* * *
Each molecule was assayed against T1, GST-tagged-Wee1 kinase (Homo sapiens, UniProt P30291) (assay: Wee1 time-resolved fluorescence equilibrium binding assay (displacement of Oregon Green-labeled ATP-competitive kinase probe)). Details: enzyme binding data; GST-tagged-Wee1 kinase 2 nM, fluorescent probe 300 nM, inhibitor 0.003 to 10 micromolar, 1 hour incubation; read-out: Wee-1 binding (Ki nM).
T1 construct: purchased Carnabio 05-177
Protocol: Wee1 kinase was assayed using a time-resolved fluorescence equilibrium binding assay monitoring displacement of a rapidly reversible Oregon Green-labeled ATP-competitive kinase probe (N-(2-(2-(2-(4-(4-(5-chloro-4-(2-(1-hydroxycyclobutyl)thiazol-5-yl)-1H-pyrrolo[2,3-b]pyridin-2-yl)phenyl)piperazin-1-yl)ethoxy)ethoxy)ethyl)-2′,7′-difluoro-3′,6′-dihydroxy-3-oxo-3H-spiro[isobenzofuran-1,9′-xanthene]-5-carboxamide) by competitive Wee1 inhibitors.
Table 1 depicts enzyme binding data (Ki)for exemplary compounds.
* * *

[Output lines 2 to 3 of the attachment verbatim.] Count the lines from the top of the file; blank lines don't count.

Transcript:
T1 construct: purchased Carnabio 05-177
Protocol: Wee1 kinase was assayed using a time-resolved fluorescence equilibrium binding assay monitoring displacement of a rapidly reversible Oregon Green-labeled ATP-competitive kinase probe (N-(2-(2-(2-(4-(4-(5-chloro-4-(2-(1-hydroxycyclobutyl)thiazol-5-yl)-1H-pyrrolo[2,3-b]pyridin-2-yl)phenyl)piperazin-1-yl)ethoxy)ethoxy)ethyl)-2′,7′-difluoro-3′,6′-dihydroxy-3-oxo-3H-spiro[isobenzofuran-1,9′-xanthene]-5-carboxamide) by competitive Wee1 inhibitors.